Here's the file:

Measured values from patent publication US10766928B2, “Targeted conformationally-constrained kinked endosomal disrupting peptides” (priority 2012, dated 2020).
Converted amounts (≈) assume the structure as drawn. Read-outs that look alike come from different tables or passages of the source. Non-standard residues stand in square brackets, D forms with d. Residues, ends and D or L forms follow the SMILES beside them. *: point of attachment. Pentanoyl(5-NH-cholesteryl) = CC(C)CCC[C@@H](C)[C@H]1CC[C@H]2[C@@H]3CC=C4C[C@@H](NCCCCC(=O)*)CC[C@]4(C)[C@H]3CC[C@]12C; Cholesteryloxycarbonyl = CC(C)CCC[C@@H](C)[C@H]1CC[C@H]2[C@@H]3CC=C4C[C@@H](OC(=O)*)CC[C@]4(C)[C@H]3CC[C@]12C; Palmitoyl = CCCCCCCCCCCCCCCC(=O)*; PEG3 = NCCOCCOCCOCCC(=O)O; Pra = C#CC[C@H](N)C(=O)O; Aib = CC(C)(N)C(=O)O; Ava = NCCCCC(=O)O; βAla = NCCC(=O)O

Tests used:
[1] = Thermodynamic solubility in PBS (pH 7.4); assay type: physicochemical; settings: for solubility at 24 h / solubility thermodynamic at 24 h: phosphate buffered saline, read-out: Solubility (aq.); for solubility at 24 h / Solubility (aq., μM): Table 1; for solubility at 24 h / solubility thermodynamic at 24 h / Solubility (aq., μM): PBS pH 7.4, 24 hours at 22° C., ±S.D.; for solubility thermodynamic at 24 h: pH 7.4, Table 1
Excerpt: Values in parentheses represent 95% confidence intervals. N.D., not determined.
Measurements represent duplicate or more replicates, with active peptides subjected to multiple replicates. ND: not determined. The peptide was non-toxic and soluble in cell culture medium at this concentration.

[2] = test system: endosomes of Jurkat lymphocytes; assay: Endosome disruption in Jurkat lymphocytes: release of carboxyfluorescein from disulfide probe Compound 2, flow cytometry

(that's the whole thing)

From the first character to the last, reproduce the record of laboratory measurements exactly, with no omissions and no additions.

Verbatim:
Measured values from patent publication US10766928B2, “Targeted conformationally-constrained kinked endosomal disrupting peptides” (priority 2012, dated 2020).
Converted amounts (≈) assume the structure as drawn. Read-outs that look alike come from different tables or passages of the source. Non-standard residues stand in square brackets, D forms with d. Residues, ends and D or L forms follow the SMILES beside them. *: point of attachment. Pentanoyl(5-NH-cholesteryl) = CC(C)CCC[C@@H](C)[C@H]1CC[C@H]2[C@@H]3CC=C4C[C@@H](NCCCCC(=O)*)CC[C@]4(C)[C@H]3CC[C@]12C; Cholesteryloxycarbonyl = CC(C)CCC[C@@H](C)[C@H]1CC[C@H]2[C@@H]3CC=C4C[C@@H](OC(=O)*)CC[C@]4(C)[C@H]3CC[C@]12C; Palmitoyl = CCCCCCCCCCCCCCCC(=O)*; PEG3 = NCCOCCOCCOCCC(=O)O; Pra = C#CC[C@H](N)C(=O)O; Aib = CC(C)(N)C(=O)O; Ava = NCCCCC(=O)O; βAla = NCCC(=O)O

Tests used:
[1] = Thermodynamic solubility in PBS (pH 7.4); assay type: physicochemical; settings: for solubility at 24 h / solubility thermodynamic at 24 h: phosphate buffered saline, read-out: Solubility (aq.); for solubility at 24 h / Solubility (aq., μM): Table 1; for solubility at 24 h / solubility thermodynamic at 24 h / Solubility (aq., μM): PBS pH 7.4, 24 hours at 22° C., ±S.D.; for solubility thermodynamic at 24 h: pH 7.4, Table 1
Excerpt: Values in parentheses represent 95% confidence intervals. N.D., not determined.
Measurements represent duplicate or more replicates, with active peptides subjected to multiple replicates. ND: not determined. The peptide was non-toxic and soluble in cell culture medium at this concentration.

[2] = test system: endosomes of Jurkat lymphocytes; assay: Endosome disruption in Jurkat lymphocytes: release of carboxyfluorescein from disulfide probe Compound 2, flow cytometry